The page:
7 Elements of Your Brand Messaging

Brand Messaging

Last month we started exploring one of the two elements of the Brand Identity level as described in Sarah Durham's book, Brandraising. The first being your Visual Identity. This includes your logo, colors, typography and other graphic elements. This post will explore the second element of the Identity level—the Brand Messaging, which is also called the written brand.

What is Brand Messaging?

By now you know that your brand is so much more than your logo. The work you have done at the Core level, starting with your Vision and Mission Statements, will support this phase. Sarah Durham outlines seven elements that exist in Brand Messaging. Keep in mind your brand may not need to develop all of them formally. It will depend on what kind of business or organization you are. Some are more obvious than others, but in reading the summary below, you should be able to determine which written and verbal communications make sense for you.

1.  Name:

  • What is it? Your business or organization name and the name of its programs

  • Why is it important? This is the first connection a customer makes with your brand and must effectively communicate who you are

  • Tips for naming or changing the name:

    • Stay away from acronyms unless you have a large marketing budget like UPS (smaller businesses can't be easily identified by an acronym)

    • Stay away from jargon or confusing terms

    • Understand that you can't say everything in the business name, but you can use a supporting tagline to get your message across

2.  Tagline:

  • What is it? A phrase typically fewer than eight words that communications your positioning

  • Why is it important? A slogan can add specificity and clarity to your business name to communicate your brand to your audience

  • Tips for developing a tagline:

    • Consider hiring a professional to help you (people who are too close to the business can find this task difficult)

    • Make sure it looks good when paired with the logo as this text will appear graphically at the top of a web page, etc., and will rarely appear in body copy

    • Make it unique. As a test, imagine how many of your competitors could use the same tagline. The fewer that could, the more valuable it will be

3.  Vision, Mission, and Values Statements

  • What are they? Formally written and deeply explored documents developed in the Core Branding Level.

  • Why are they important? By crafting these documents in the beginning of the branding process, you set yourself up for a more successful and effective plan for reaching your intended audience and getting results.

  • Tips for crafting your statements:

    • Be sure to read this article and this one to help you craft these statements BEFORE developing your Messaging Platform.

4.  Key Messages

  • What are they? Central ideas that are used to communicate your brand positioning and are worked into all written communications

  • Why are they important? They are the main ideas that establish your brand positioning in your audiences' mind

  • Tips for creating your Key Messages:

    • With your team or the help of a professional, discuss the essence of what your business is and does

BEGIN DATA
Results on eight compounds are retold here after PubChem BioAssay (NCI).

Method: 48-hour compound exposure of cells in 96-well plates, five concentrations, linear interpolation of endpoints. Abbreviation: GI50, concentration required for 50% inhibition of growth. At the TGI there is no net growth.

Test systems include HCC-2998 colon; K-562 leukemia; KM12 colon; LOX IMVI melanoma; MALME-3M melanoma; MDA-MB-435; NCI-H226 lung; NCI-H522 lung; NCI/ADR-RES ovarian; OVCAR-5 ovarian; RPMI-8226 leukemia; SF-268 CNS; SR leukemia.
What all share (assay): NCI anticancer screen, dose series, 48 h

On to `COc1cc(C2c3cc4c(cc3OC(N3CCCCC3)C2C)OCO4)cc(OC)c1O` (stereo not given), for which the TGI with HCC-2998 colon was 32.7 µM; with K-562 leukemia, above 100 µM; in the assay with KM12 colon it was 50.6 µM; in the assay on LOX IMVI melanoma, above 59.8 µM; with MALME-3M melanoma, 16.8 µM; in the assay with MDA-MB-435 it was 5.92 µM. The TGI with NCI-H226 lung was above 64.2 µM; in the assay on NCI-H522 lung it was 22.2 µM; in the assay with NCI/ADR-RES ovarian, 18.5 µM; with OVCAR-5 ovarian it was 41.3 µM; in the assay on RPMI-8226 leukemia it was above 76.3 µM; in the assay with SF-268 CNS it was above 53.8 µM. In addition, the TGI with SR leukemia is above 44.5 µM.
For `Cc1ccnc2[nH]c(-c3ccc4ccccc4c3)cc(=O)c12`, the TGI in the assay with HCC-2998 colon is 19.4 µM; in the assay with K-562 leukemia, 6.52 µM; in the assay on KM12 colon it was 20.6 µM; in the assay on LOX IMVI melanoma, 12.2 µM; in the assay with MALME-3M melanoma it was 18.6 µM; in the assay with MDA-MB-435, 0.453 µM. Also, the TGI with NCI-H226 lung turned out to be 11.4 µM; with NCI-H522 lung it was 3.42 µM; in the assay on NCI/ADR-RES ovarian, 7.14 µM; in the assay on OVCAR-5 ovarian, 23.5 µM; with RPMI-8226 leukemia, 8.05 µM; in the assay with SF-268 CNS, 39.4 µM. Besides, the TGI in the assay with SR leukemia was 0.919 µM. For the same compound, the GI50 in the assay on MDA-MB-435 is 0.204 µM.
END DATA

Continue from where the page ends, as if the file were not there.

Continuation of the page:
• Choose messages that are to the point and concise

    • Resist the urge to develop too many Key Messages—three to ten will be most effective

5.  Boilerplate Copy

  • What is it? The standardized copy used to express your brand personality

  • Why is it important? It's a way to provide a brand overview in a few paragraphs that includes your key messages, paired with your mission statement

  • Tips for drafting your Boilerplate Copy:

    • Be sure to develop your Mission Statement

    • Finalize your Key Messages

    • Think about this as being the copy used on your about page or at the bottom of a press release

6.  Elevator Pitch

  • What is it? A few sentences that summarize your business' positioning in general terms

  • Why is it important? Being able to express what your brand is about, in short, easy-to-digest sentences will allow for precise communication to those whom you engage with verbally and want to quickly and easily understand who you are

  • Tips for drafting your Elevator Pitch:

    • Keep it short—one to three sentences

    • Don't worry about fitting in all your Key Messages and Mission Statement

    • Boil it down the main ideas of your brand

7.  The Lexicon

  • What is it? A list of definitions of words or jargon used in your industry

  • Why is it important? It will help you translate "industry-speak" into language that your intended audience will understand

  • Tips for drafting The Lexicon:

    • Ask your team to develop a list of terms that they see as problematic for customers and clients

    • Ask someone not related to the company (maybe an outside consultant) to suggest words that are more general

    • Think about these terms in their purest forms to help you craft the audience-centric language you need

In Conclusion

You may find you can develop some or most of your Brand Messaging yourself or with the help of your team. Others messages may be more difficult and will require the help of a writer or brand expert. Not everyone will need all of these elements. What is most important is that you understand the importance of clear and consistent written and verbal communication with your brand. Need some help? Let's chat!